Nuon Chea rejected as "untrue" the prosecution's assertions that he had a key role in the regime’s acts of massive criminality and used most of his allotted time to outline some of the decisions that the leaders reached in key strategy meetings during their run-up to taking power in 1975.

'Murderers of an entire generation'

On Monday and Tuesday, the prosecution outlined its case, with international co-prosecutor Andrew Cayley describing the accused as "thieves of time and common murderers of an entire generation of Cambodians."

"They robbed decades of development and prosperity from this country. They left gaping holes in every Cambodian family. They removed all breath from notions such as law and civilized behavior," he told the court in his opening statement.

And Cayley pointed out that the scale of the killing - one in four Cambodians dead in less than four years - had "no parallel in the modern era."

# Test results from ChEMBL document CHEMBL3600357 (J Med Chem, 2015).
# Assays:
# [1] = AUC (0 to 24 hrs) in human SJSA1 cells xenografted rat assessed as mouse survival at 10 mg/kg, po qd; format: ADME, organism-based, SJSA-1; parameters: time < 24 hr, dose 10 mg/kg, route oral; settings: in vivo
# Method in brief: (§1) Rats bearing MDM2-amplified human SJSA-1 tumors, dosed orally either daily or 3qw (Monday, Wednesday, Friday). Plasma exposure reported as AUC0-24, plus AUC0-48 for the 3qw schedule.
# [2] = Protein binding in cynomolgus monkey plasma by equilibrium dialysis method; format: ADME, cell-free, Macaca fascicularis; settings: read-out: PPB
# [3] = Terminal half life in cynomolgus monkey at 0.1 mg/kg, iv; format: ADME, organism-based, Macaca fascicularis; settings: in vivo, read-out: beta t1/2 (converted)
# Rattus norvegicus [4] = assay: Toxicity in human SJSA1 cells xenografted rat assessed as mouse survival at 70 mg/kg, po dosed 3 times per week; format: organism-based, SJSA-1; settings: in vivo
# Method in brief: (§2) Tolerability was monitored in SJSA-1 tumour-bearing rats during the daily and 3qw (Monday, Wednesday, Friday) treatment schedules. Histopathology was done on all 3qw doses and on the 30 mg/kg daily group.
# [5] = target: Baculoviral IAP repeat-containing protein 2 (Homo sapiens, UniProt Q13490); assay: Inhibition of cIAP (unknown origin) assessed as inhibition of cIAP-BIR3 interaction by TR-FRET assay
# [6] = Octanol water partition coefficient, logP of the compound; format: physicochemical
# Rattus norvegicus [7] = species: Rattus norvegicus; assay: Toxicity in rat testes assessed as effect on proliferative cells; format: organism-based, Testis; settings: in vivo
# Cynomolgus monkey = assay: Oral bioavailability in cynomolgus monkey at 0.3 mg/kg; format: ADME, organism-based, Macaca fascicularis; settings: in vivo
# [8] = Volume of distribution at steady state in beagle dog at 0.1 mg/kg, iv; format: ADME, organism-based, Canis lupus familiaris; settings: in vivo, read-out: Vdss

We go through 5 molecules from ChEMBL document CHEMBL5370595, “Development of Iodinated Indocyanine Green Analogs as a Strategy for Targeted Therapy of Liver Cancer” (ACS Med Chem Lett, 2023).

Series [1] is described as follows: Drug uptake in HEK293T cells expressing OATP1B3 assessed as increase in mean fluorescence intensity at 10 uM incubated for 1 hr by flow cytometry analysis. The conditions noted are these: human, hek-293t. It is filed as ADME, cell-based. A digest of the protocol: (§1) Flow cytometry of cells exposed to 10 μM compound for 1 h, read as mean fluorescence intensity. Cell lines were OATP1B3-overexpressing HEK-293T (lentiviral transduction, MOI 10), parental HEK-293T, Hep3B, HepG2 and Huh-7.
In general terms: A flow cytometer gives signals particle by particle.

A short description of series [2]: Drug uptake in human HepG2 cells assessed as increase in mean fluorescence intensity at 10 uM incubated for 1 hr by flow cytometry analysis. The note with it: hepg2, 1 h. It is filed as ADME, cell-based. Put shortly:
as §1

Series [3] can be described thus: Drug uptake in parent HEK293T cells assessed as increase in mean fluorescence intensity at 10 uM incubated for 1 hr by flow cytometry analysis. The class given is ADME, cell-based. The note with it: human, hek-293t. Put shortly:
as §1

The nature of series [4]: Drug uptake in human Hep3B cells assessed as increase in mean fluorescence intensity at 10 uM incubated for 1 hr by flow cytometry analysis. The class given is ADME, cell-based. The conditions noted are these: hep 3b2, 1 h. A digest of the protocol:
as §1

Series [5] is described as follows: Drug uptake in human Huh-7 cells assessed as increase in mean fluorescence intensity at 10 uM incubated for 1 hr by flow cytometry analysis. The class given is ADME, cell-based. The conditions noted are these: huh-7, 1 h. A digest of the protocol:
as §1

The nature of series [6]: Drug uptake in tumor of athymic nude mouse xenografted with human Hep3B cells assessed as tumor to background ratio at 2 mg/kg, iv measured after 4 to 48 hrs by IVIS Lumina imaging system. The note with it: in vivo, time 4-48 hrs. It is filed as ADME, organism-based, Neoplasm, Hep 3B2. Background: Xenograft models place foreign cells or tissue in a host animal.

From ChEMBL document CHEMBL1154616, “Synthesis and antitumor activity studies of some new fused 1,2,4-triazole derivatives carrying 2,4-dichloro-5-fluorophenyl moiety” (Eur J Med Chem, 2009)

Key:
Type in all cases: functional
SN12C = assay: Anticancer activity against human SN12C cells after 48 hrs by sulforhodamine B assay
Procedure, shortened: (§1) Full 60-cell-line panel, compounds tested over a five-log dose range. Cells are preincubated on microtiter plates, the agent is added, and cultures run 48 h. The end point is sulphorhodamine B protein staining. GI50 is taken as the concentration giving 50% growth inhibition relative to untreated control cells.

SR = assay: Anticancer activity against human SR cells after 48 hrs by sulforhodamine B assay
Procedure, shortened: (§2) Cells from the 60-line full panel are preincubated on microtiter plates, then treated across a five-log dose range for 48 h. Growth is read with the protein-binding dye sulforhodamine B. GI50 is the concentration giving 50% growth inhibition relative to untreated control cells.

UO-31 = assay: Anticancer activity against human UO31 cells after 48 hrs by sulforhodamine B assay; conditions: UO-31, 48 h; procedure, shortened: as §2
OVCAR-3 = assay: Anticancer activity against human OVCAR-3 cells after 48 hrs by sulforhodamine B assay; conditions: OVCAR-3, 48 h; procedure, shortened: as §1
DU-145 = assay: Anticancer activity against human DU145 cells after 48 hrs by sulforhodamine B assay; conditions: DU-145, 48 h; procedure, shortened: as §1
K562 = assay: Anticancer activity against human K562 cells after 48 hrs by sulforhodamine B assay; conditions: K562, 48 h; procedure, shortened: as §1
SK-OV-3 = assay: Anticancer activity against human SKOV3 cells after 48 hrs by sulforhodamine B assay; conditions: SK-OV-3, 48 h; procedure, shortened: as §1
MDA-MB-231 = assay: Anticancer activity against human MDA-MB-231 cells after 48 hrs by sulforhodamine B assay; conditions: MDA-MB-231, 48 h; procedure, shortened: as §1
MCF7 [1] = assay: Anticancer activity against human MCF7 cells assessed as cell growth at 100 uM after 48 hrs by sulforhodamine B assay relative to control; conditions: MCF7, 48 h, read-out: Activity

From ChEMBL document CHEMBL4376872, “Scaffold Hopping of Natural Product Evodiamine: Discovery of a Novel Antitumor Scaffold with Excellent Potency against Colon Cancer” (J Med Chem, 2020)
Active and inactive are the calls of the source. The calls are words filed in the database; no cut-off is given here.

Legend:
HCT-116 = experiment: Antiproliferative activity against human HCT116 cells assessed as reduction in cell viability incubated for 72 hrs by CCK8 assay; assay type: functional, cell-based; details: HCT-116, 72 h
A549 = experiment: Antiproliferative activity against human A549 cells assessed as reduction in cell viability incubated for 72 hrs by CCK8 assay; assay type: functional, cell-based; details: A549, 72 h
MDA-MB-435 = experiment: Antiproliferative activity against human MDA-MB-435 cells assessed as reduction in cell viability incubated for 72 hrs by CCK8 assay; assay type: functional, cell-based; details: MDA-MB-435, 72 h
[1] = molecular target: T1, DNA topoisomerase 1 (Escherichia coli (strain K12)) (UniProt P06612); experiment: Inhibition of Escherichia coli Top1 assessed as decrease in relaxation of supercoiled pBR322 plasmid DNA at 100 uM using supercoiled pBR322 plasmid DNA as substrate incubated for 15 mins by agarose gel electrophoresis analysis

A Khmer Rouge torture center in Phnom Penh

Perceived enemies were interrogated and tortured in a network of security centers

The prosecution said it would show that the criminality was "not accidental, nor did it just happen" but had been planned years before the Khmer Rouge grabbed control of Cambodia, at which point it enslaved the population, emptied the cities, and put everyone to work on vast agricultural cooperatives and worksites where countless thousands died of execution, starvation, overwork and disease.

The movement also established a network of security centers where its perceived enemies were taken to be interrogated and then executed for their supposed efforts to undermine the revolution, a paranoia that the leadership deliberately fed through regular circulars and the party journal 'Revolutionary Flag' in which the consistent message was: "The necessity to identify and smash enemies of the party."

"The accused believed that previous communist revolutions had failed because class enemies had infiltrated and corrupted those revolutions. The solution the accused seized upon was simply to liquidate all class enemies in their entirety," Cayley said, adding that this policy - upon which the leaders had agreed in 1960 - continued even after it seized power.